Voices of the Bay: The Film and TV Path of Bristol’s Kyrik Cordeiro

A busy TV and film PA keeps the focus on screenwriting goals


"What am I doing here?” Bristol’s Kyrik Cordeiro remembers thinking to himself as he sat in a business class his freshman year at St. Michael’s College in Vermont. The Bristol native realized he didn’t want to end up with a degree in a subject he wasn’t remotely interested in, coupled with tuition debt. He transferred the following semester to Los Angeles Film School online. The class schedule allowed him to complete his assignments early in the week, leaving free days to obtain television production jobs. He graduated in June 2022 with a Bachelor of Science in Digital Filmmaking. His growing resume includes work with ABC’s The Bachelorette, History Channel’s Forged in Fire, ESPN’s McEnroe’s Places, and a range of large and small commercials and documentaries. The Mt. Hope High School class of 2018 graduate balances his production work with writing scripts while juggling hours at The Beehive and Stingy Alley.

ECON101: I attended college online, which saved me about $260K. By March of 2019, I was a production assistant (PA) on whatever was shooting locally. There’s a job board called Staff Me Up with a lot of quick three-day contracts. I had zero television experience. I applied to NZK Productions for a PA assistant job; I got a call and they were shooting The Bachelorette and I was like, “Oh, okay.”

Crew for Hire: I would apply for 15 jobs every day on Staff Me Up. More often than not if you are not one of the first three to apply you won’t get the job no matter your qualifications. I started setting notifications, and the minute a job was posted I would apply.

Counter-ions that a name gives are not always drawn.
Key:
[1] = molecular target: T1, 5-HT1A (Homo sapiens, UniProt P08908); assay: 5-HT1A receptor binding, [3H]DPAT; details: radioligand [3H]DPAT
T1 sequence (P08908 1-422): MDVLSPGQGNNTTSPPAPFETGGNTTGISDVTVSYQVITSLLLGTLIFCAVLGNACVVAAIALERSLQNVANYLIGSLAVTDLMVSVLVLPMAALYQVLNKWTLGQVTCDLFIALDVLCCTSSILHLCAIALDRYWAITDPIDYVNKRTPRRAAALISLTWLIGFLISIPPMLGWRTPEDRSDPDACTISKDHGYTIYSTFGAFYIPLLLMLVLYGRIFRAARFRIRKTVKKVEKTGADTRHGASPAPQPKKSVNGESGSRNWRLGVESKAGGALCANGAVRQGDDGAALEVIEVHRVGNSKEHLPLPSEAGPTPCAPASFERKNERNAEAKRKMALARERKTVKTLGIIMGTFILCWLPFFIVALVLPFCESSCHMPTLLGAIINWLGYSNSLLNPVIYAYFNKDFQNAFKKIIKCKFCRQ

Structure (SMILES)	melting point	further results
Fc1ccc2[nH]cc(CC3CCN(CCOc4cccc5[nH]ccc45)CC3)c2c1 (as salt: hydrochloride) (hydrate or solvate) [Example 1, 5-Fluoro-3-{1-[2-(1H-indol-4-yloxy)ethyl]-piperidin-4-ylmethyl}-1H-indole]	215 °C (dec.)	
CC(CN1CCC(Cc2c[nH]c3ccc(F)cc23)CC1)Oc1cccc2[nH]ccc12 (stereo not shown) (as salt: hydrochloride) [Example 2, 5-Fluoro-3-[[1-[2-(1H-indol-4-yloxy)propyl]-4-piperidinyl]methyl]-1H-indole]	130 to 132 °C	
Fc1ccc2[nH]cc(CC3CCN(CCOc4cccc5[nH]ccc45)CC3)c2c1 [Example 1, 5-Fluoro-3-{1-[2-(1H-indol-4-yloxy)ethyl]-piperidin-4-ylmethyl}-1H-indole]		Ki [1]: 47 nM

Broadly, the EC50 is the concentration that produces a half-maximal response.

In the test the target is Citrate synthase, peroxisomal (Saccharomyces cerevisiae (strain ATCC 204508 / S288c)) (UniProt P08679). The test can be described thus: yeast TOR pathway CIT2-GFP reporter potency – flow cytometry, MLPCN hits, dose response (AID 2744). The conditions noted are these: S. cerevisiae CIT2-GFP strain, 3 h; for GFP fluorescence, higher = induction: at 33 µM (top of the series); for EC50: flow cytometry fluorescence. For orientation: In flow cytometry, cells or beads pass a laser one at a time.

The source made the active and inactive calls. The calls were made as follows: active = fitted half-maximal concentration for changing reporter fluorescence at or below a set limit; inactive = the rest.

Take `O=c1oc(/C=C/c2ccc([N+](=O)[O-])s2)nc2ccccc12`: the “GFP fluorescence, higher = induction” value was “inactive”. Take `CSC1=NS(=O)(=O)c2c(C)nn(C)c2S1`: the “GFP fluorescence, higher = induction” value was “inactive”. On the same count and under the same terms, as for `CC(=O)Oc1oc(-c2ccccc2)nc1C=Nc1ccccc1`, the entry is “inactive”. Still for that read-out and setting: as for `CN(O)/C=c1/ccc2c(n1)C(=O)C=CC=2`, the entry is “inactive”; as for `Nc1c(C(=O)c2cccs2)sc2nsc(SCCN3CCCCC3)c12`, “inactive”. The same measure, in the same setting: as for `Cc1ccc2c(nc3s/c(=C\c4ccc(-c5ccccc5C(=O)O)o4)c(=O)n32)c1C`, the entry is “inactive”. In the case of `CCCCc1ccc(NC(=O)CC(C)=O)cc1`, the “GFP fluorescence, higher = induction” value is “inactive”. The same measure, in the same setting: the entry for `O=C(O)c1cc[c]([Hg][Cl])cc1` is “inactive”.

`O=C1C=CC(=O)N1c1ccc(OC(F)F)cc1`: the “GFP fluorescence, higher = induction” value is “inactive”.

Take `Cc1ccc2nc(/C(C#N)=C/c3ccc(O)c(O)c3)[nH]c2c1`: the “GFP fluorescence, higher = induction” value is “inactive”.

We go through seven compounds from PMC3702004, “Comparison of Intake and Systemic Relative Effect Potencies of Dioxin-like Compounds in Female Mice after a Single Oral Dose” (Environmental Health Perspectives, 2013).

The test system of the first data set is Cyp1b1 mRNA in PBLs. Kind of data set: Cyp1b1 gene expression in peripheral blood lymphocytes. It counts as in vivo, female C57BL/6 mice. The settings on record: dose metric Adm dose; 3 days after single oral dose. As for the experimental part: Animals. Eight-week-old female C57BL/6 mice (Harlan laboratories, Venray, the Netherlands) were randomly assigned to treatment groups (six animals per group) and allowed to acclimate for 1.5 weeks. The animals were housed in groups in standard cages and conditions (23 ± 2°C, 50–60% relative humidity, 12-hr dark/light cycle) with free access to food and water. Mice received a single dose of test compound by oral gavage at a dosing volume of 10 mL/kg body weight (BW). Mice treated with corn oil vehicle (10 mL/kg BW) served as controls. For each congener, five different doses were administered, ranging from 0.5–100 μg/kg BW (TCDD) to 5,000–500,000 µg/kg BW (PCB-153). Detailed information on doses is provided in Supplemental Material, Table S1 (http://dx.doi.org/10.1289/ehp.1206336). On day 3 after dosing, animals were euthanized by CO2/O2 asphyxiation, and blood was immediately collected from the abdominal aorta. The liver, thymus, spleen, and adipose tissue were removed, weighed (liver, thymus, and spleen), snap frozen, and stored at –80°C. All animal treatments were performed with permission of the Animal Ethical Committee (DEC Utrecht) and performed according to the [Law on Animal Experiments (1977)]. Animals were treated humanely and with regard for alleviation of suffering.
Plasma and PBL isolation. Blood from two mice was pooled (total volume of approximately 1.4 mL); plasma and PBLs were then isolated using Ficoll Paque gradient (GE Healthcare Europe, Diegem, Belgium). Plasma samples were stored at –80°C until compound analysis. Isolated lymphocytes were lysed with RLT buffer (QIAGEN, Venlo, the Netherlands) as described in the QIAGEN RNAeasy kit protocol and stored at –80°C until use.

Name Recognition: I was doing a stand-in job for Netflix’s Snack Versus Chef. Before the shoot they often need people to stand in for the cast while they adjust the lights. I stood there all day. It paid $150 in Stamford, CT. I lost money in gas but I thought I might meet someone. I was talking with a production manager and he asked me to come back the next day and help out as a set design assistant. Three months later, I saw a job, applied, and a week later I got a text from that same production manager who recognized my name and offered me a job on Forged in Fire, which I worked on for the past two seasons.

High Stakes: I was a media manager/story producer. I would go to the contestant’s homes with the director and film them for a couple days. I take notes on all the footage for the editors to facilitate the process. It’s backed up and forwarded to five different places so it won’t get lost. It’s a high risk because if you screw up with corrupted or lost footage, it will cost them thousands of dollars and they’re not going to hire you again. It went well and they called me back.

Follow the Words: The longer I have worked, I have begun to develop this fear of becoming pigeonholed in production. My goal is to write and sell screenplays. I have written two feature films and a couple of pilots. I just started sending them to contests like Big Break sponsored by Final Draft. I usually write in the morning. My mom’s always in my ear: “I know the money’s great and you’re working a lot, but are you writing every day?” She’s unbelievably encouraging.



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